A monetary penalty of £60,000 has been issued to St George's Healthcare NHS Trust in London after sensitive medical details were sent to the wrong address.
According to the Information Commissioner's Office (ICO), two letters were mistakenly sent to the wrong address and both contained ‘confidential and highly sensitive personal data'. This included medical history, details of a physical examination and its findings and a medical opinion on those findings.
The ICO investigation also found that the person had lived at the address the letters were sent to, but not for five years, while the individual's current address had been provided to the trust's staff before the medical examination took place. Additionally the correct address had been logged on the national care records service, known as NHS Spine, in June 2006.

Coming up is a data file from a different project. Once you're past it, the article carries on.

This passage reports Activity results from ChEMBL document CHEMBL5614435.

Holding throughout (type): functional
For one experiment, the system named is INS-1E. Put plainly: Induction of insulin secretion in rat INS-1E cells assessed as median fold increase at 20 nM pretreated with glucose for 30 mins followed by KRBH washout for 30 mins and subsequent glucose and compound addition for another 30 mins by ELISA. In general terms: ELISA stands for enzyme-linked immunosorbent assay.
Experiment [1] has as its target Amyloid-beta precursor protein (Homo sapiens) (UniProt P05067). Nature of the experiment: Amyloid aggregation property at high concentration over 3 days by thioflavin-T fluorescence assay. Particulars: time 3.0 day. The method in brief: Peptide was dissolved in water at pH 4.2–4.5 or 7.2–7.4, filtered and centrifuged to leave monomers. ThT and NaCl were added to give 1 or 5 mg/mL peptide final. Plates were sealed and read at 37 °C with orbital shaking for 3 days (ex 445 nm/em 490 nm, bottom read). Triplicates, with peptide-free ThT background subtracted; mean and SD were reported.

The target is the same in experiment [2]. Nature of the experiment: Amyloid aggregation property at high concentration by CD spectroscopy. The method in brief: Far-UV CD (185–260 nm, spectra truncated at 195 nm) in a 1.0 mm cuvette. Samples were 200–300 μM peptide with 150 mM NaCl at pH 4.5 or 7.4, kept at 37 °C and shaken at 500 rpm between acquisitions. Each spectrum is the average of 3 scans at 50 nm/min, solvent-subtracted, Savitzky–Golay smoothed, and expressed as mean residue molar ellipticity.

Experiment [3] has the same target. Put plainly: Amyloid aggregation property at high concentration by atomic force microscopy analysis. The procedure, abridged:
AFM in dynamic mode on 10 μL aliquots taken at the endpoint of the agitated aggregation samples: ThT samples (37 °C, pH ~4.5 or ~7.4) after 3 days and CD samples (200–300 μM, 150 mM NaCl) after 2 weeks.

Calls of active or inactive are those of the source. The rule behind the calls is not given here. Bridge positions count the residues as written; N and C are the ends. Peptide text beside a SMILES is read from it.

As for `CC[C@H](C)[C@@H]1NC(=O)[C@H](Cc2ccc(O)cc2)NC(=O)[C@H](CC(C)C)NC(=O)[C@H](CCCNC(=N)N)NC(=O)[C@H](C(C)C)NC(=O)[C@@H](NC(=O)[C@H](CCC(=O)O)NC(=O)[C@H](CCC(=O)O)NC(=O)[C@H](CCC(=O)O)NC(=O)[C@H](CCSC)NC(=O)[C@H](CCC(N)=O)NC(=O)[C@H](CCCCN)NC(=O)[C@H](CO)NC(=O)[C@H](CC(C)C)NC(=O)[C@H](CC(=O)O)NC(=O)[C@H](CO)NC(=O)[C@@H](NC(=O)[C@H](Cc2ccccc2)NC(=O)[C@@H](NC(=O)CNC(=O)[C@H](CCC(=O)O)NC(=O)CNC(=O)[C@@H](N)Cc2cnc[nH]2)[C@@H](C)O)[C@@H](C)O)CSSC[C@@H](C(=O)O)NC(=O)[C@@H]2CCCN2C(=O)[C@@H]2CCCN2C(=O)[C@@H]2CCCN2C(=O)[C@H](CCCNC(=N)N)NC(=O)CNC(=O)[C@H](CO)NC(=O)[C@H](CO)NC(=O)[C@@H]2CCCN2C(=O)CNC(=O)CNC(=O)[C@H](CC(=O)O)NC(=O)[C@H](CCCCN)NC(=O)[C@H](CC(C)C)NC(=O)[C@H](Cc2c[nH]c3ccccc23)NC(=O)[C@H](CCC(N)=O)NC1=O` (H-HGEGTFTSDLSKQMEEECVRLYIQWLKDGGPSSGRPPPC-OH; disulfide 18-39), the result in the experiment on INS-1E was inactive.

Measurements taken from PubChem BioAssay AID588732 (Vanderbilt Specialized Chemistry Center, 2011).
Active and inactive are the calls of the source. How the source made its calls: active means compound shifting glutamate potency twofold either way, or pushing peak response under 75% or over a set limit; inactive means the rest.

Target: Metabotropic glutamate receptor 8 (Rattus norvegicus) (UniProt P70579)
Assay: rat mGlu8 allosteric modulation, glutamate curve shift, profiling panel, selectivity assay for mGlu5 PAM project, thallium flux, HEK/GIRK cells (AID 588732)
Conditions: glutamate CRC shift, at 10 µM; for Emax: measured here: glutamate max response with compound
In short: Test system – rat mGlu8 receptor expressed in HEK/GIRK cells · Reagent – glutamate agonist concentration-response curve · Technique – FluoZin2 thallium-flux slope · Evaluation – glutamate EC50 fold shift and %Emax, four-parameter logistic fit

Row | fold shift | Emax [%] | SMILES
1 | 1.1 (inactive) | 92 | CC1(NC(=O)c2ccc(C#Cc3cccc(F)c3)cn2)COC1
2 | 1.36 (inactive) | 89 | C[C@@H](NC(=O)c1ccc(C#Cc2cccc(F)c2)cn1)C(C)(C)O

The trust had set up a prompt to remind staff about the need to check and update patient information against Spine; however the trust knew the prompt could be bypassed and failed to take action to address the problem until it was too late.
The mistake was made after the trust's staff failed to use the address supplied before the examination, or check that the individual's recorded address on their local patient database matched the data on the Spine.
The trust has now taken action to ensure that the personal information they handle is kept secure. This includes making sure adequate checks are in place to ensure that local information the trust has for patients is correct, by cross checking that information against Spine and other relevant sources.
Stephen Eckersley, the ICO's head of enforcement, said: “It's hard to imagine a more distressing situation for a vulnerable person than the thought of their sensitive health information being sent to someone who had no reason to see it. This breach was clearly preventable and is the result of the trust's failure to make sure the contact details they have for their patients are accurate and up to date.
“This is the fourth monetary penalty we have issued to the NHS in the past two months. It is vital that these organisations make sure they have the necessary measures in place to keep patients' details secure.”